• Reduction in Commissions

Will the move to e-distribution dramatically cut commissions as it has in other industries, such as travel? In fact, the commission structure for online health insurance companies typically mirrors the structure for online brokers. Although some carriers have made it a strategy to use the Internet to reduce commissions for all brokers, in many markets this has met with serious backlash. Most health insurers have been hesitant to launch an aggressive strategy to cut commissions because of the fear of alienating their core distribution channel: bricks-and-mortar brokers who market their plans to business owners.

• Spreadsheeting

Some insurance agents believe that the Web essentially turns health insurance into a commodity: A customer simply “spreadsheets” across dozens of sites and picks the lowest-priced plan.

However, existing brokers often compare prices of products for customers, even if they are not online. They know their customers are concerned about getting a competitive price and product. The real value of a broker, whether on- or offline, is helping customers make decisions on what plan is best for them. While it may not be the “cheapest” plan, it's the one that offers the best combination of benefits, services, and premiums.

• Elevation in Customer Service

While bricks-and-mortar brokers can offer local service and face-to-face contact, they may not be able to provide the type of instant information available on the Internet. Over time, customers are likely to demand the best of both worlds: real time information access and personalized service.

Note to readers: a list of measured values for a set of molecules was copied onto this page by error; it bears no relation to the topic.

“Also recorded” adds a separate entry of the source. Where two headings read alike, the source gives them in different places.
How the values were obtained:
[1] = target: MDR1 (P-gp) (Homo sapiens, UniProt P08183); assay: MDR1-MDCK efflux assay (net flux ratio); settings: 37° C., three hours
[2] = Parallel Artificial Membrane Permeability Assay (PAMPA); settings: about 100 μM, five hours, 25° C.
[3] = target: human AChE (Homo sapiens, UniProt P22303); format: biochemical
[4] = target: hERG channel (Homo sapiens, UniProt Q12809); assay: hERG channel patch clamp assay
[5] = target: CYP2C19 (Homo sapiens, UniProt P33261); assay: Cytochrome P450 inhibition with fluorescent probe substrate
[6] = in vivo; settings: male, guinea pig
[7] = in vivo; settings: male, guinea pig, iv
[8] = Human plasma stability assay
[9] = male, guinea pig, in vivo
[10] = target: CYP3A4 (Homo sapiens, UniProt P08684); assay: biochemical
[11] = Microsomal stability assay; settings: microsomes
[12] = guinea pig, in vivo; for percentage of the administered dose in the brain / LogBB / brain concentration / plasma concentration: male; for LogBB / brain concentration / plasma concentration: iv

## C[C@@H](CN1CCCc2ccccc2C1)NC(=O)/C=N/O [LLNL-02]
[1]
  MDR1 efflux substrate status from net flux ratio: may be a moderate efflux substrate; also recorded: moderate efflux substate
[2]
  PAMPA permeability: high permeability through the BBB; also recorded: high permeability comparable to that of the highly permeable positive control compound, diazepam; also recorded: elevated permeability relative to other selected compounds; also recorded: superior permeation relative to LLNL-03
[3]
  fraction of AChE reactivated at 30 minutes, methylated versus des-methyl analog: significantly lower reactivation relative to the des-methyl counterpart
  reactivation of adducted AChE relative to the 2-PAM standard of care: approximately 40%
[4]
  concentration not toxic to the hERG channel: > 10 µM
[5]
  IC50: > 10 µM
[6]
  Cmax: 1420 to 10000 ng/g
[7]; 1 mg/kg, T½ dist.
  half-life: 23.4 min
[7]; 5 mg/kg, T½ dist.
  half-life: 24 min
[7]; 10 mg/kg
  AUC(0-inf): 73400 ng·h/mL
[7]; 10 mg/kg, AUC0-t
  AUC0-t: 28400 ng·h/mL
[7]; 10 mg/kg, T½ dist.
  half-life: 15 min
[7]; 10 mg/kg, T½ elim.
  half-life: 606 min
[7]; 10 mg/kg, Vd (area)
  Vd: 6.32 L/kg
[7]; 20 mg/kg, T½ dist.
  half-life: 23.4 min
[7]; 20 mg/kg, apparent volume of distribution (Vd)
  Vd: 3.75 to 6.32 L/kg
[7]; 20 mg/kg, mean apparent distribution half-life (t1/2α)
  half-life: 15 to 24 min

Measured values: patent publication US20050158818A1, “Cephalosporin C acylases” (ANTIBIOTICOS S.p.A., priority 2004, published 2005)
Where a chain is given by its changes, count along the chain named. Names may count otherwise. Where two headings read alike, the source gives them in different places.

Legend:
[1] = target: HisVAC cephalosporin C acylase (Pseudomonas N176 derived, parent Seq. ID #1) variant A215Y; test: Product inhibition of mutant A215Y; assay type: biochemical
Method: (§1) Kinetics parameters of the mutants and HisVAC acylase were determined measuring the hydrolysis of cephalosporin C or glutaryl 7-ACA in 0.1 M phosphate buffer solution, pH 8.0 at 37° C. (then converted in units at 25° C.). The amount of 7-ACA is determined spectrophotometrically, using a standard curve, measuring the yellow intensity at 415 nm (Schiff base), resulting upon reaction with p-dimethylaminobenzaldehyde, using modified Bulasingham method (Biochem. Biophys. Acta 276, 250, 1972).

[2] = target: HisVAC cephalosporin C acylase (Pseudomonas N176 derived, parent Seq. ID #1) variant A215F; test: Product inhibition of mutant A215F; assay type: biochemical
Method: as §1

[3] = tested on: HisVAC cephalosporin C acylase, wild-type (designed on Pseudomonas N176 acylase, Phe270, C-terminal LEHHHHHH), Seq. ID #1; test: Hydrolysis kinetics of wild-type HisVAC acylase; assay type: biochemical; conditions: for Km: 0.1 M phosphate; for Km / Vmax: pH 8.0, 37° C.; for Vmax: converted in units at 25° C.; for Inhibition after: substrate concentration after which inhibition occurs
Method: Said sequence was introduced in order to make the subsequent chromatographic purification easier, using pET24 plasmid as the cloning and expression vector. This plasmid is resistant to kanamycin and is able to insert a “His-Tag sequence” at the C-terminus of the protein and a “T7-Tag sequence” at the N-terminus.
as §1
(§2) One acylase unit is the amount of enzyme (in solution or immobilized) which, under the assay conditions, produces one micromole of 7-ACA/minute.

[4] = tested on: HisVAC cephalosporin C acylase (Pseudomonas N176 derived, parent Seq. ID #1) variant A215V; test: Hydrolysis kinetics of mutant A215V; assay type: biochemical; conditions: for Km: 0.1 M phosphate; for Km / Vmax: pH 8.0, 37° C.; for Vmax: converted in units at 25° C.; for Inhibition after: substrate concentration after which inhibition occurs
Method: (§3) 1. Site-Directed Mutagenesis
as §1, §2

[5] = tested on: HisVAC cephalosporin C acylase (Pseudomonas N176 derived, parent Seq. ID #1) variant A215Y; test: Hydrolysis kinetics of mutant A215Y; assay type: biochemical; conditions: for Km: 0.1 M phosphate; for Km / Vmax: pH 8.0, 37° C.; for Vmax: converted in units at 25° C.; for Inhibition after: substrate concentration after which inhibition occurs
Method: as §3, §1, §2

A few online brokers can go beyond price-only comparisons to compare benefits; explain how to choose the best health plans; and help users to understand the unique features, programs, and services offered by each insurance company. They also have experienced agents available via toll-free support lines and e-mail to help customers make complicated decisions. Similarly, many bricks-and-mortar brokers have partnered with technology firms or other online brokers to provide their customers with online information, and in some cases real-time quotes. In both cases the customer is the end beneficiary, with brokers increasing the level of services that they provide.

• Partnership Opportunities